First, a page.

Storkyrkan was first mentioned in a written source dated 1279 and according to tradition was originally built by Birger Jarl, the founder of the city itself. For nearly four hundred years it was the only parish church in the city, the other churches of comparable antiquity originally being built to serve the spiritual needs of religious communities (e.g., Riddarholm Church). It became a Lutheran Protestant church in 1527. The parish church since the Middle Ages of the Nikolai parish, covering the whole island on which the Old Town stands, it has also been the cathedral of Stockholm since the Diocese of Stockholm was created out of the Archdiocese of Uppsala and the Diocese of Strängnäs in 1942. Because of its convenient size and its proximity to the earlier royal castle and the present royal palace it has frequently been the site of major events in Swedish history, such as coronations, royal wedding and royal funerals. The last Swedish king to be crowned here was Oscar II in 1873. Crown Princess Victoria, oldest daughter of King Carl XVI Gustaf and Queen Silvia, was married to Daniel Westling on 19 June 2010 at the Storkyrkan, the same date on which her parents were also married in Storkyrkan in 1976.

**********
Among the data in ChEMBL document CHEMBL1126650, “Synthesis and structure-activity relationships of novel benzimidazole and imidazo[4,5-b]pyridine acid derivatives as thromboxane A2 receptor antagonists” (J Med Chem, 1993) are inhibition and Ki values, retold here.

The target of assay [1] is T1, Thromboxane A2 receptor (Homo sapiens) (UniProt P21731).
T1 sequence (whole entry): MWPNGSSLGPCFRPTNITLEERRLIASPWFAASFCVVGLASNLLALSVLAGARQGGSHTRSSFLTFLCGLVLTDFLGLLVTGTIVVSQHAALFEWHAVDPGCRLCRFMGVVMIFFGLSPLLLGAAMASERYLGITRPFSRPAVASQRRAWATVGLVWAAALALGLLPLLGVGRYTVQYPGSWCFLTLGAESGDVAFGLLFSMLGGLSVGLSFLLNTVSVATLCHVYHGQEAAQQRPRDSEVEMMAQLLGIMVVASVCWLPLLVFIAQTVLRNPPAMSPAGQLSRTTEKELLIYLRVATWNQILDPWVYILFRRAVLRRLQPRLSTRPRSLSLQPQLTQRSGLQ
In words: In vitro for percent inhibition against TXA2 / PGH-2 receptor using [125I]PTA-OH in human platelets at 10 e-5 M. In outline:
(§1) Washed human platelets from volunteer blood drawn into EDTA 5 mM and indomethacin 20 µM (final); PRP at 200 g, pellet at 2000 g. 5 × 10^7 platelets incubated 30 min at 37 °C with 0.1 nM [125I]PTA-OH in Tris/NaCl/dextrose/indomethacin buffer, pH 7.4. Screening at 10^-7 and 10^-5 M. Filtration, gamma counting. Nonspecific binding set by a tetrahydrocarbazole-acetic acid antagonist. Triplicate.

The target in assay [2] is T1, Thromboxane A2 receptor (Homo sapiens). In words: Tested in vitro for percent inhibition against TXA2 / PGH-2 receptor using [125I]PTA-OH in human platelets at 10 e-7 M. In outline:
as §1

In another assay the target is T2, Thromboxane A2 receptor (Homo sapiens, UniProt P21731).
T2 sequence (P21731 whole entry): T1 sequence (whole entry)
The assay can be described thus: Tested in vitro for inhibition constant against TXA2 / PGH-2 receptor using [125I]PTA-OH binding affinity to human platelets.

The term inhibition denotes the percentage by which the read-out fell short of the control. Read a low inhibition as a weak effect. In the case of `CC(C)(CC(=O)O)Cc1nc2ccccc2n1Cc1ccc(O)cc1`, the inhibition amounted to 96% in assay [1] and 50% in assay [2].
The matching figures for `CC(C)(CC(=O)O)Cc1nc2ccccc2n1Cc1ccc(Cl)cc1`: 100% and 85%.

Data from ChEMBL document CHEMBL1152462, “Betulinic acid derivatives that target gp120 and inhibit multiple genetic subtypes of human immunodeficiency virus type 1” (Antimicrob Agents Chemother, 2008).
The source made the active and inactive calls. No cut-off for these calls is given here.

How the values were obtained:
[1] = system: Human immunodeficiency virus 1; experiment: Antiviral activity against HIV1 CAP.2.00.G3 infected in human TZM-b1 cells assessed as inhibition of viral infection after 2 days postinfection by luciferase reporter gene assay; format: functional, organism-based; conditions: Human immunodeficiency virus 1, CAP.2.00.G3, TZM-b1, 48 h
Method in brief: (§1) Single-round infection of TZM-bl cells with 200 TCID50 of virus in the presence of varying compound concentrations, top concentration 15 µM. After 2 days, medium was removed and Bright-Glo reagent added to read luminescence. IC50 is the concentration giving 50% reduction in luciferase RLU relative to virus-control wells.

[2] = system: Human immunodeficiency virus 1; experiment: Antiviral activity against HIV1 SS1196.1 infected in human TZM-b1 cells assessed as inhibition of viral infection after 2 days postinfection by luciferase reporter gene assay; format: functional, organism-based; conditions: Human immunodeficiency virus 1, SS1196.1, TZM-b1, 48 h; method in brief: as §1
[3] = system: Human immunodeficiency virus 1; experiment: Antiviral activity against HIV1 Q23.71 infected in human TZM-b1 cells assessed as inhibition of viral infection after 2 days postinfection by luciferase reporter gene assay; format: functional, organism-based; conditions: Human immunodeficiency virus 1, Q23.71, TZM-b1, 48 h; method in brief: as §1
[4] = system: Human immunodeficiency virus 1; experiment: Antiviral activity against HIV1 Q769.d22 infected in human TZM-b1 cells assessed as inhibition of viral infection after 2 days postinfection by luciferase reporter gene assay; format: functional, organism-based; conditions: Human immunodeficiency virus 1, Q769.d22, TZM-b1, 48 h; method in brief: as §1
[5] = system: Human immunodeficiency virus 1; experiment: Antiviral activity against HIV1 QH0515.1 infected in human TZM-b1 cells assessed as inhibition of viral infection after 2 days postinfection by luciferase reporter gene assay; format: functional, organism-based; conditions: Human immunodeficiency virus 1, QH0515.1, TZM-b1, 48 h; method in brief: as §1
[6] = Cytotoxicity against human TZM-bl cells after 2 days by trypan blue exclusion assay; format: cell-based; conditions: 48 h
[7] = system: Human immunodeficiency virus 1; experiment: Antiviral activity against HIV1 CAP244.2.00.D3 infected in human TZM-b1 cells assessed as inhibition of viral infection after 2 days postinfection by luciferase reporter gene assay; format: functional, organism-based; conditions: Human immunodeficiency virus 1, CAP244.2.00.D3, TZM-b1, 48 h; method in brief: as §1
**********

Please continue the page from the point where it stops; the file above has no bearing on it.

100 Kronor 2016

Left of Storkyrkan is Riddarholmskyrkan.

The Riddarholm Church (Swedish: Riddarholmskyrkan) is the burial church of the Swedish monarchs. It is located on the island of Riddarholmen, close to the Royal Palace in Stockholm, Sweden. The congregation was dissolved in 1807 and today the church is used only for burial and commemorative purposes. Swedish monarchs from Gustavus Adolphus (d. 1632 AD) to Gustaf V (d. 1950) are entombed here (with only one exception: Queen Christina who is buried within St. Peter's Basilica in Rome), as well as the earlier monarchs Magnus III (d. 1290) and Charles VIII (d. 1470). It has been discontinued as a royal burial site in favor of the Royal Cemetery and today is run by departments of the Swedish Government and Royal Court.